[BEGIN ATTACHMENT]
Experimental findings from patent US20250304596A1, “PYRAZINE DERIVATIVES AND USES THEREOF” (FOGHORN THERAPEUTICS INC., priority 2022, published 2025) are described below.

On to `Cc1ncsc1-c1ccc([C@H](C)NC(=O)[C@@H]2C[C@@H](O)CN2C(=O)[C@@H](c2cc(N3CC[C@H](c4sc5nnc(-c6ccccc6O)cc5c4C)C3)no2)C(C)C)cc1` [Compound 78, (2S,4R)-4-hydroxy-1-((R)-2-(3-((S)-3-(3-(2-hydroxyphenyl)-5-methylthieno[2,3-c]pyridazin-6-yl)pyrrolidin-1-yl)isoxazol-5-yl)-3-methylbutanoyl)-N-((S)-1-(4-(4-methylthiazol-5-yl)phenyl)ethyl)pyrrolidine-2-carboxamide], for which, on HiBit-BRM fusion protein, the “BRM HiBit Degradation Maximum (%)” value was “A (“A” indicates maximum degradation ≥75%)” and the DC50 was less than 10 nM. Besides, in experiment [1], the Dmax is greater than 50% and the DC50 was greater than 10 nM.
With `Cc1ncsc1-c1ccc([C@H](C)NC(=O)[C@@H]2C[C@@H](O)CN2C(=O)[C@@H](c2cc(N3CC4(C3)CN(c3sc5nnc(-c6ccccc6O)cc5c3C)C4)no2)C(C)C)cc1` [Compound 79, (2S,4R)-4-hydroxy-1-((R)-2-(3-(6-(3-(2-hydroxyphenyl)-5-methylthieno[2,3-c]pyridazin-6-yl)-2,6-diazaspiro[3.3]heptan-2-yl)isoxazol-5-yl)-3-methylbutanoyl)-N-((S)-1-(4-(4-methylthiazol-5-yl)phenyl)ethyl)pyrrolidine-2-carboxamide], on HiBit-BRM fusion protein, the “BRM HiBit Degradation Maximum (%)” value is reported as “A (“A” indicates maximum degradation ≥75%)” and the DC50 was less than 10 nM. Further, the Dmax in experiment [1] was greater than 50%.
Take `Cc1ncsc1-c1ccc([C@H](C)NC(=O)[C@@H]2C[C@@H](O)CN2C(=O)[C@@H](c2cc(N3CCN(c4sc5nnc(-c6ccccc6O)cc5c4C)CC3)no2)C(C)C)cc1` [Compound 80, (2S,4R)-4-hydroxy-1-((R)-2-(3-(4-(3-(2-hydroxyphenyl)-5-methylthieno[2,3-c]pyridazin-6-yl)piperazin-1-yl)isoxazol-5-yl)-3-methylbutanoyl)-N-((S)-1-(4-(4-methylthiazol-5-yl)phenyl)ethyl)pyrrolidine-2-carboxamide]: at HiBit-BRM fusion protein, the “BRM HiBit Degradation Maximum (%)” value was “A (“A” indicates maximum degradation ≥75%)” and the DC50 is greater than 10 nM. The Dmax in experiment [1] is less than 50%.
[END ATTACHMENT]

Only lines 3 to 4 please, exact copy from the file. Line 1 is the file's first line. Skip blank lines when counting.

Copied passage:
With `Cc1ncsc1-c1ccc([C@H](C)NC(=O)[C@@H]2C[C@@H](O)CN2C(=O)[C@@H](c2cc(N3CC4(C3)CN(c3sc5nnc(-c6ccccc6O)cc5c3C)C4)no2)C(C)C)cc1` [Compound 79, (2S,4R)-4-hydroxy-1-((R)-2-(3-(6-(3-(2-hydroxyphenyl)-5-methylthieno[2,3-c]pyridazin-6-yl)-2,6-diazaspiro[3.3]heptan-2-yl)isoxazol-5-yl)-3-methylbutanoyl)-N-((S)-1-(4-(4-methylthiazol-5-yl)phenyl)ethyl)pyrrolidine-2-carboxamide], on HiBit-BRM fusion protein, the “BRM HiBit Degradation Maximum (%)” value is reported as “A (“A” indicates maximum degradation ≥75%)” and the DC50 was less than 10 nM. Further, the Dmax in experiment [1] was greater than 50%.
Take `Cc1ncsc1-c1ccc([C@H](C)NC(=O)[C@@H]2C[C@@H](O)CN2C(=O)[C@@H](c2cc(N3CCN(c4sc5nnc(-c6ccccc6O)cc5c4C)CC3)no2)C(C)C)cc1` [Compound 80, (2S,4R)-4-hydroxy-1-((R)-2-(3-(4-(3-(2-hydroxyphenyl)-5-methylthieno[2,3-c]pyridazin-6-yl)piperazin-1-yl)isoxazol-5-yl)-3-methylbutanoyl)-N-((S)-1-(4-(4-methylthiazol-5-yl)phenyl)ethyl)pyrrolidine-2-carboxamide]: at HiBit-BRM fusion protein, the “BRM HiBit Degradation Maximum (%)” value was “A (“A” indicates maximum degradation ≥75%)” and the DC50 is greater than 10 nM. The Dmax in experiment [1] is less than 50%.